The story is the same in Wales, according to an article in Wales Online by Robin Turner “House prices in Wales’ three National Parks have increased by 101% in a decade.”

Snowdonia National Park, which includes the UK’s highest mountain (excluding Scotland’s Ben Nevis) “has experienced the highest percentage increase of any National Park in England and Wales, with the price of homes rising by 111% since 2012,” according to the Lloyds TSB data.

Turner wrote that, “homes in Pembrokeshire Coast National Park have seen the third-biggest price rise of 106% over the same period while properties in the Brecon Beacons have experienced a 86% rise.”

Turner’s article explored demographic trends near parks in Wales that also affect the appeal of living in or near national parks in many parts of the world.

Turner wrote that, “Tim Goodwin, director of North Wales-based estate agents Williams and Goodwin The Property People, said he was not surprised to see house prices in Snowdonia on the rise. ‘The area is of course extremely beautiful and gets lots of publicity so the demand is there. But because of stricter National Park planning regulations and the sheer topography of the place the supply of homes is not as great, so you have a recipe for price rises.’”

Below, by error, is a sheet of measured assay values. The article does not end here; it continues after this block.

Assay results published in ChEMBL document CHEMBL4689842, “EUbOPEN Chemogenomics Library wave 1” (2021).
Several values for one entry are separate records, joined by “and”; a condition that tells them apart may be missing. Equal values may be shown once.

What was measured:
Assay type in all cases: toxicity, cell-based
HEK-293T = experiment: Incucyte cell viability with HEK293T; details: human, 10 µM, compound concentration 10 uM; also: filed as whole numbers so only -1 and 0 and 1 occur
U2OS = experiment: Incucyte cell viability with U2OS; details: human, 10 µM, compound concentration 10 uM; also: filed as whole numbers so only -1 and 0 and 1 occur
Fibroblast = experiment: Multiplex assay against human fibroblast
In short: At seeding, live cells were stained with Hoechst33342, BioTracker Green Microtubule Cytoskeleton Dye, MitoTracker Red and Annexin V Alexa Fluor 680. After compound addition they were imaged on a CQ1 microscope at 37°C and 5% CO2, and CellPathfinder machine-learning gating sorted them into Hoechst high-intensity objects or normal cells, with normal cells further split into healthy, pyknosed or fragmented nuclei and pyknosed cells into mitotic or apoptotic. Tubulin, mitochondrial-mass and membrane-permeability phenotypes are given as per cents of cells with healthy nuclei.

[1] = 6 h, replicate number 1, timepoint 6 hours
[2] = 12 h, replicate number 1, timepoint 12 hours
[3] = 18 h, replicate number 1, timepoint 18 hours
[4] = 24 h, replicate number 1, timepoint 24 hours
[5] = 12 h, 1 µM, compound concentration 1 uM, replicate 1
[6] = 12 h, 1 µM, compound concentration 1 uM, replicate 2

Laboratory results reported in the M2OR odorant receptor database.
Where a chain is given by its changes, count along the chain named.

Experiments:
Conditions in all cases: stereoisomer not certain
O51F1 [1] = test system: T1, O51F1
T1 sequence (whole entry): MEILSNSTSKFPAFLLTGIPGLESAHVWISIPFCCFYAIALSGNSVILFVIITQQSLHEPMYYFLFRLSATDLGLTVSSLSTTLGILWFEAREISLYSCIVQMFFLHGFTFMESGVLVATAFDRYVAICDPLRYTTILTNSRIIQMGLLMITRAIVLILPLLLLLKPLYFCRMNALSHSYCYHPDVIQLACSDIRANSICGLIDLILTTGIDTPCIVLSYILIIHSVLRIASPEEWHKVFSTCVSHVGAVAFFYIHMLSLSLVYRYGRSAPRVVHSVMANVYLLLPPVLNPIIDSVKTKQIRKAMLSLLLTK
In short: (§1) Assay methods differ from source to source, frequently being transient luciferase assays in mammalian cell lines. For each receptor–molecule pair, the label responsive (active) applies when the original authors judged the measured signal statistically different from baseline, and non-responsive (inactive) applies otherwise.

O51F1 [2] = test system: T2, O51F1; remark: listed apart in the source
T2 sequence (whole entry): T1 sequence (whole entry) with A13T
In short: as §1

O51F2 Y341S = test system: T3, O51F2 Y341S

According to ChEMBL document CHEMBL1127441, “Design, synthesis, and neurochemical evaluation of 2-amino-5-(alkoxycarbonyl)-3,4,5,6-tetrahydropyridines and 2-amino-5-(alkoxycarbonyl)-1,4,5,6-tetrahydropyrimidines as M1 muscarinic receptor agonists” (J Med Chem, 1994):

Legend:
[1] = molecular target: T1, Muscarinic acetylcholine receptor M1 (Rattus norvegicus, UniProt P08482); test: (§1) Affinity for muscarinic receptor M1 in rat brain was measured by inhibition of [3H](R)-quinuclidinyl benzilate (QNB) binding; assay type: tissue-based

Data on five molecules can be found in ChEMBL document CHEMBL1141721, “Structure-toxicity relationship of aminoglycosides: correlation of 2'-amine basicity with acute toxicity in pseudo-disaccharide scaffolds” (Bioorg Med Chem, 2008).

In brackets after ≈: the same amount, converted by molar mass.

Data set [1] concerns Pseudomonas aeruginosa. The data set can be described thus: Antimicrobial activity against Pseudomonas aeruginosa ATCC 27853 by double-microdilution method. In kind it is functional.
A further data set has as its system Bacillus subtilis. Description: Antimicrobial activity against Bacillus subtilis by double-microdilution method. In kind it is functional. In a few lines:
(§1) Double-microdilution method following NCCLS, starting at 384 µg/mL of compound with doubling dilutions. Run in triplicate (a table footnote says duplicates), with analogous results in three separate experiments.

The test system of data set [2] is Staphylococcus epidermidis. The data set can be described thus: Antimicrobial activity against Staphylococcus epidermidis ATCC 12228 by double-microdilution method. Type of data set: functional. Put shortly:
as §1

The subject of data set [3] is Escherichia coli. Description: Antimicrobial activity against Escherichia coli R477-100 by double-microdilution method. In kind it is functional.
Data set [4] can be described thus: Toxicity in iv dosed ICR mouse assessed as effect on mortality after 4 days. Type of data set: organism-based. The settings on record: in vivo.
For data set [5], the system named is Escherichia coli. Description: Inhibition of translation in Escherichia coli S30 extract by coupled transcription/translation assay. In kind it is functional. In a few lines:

Goodwin said, “a broad mix of people are attracted to Snowdonia, from mountaineers to 'returners' who grew up in the area and want to return after making money elsewhere.”

Despite the steep rises, Turner says, “Snowdonia is still the most affordable National Park in England and Wales, with an average house price of £167,773.”

Mediterranean National Parks Are Accessible and Diverse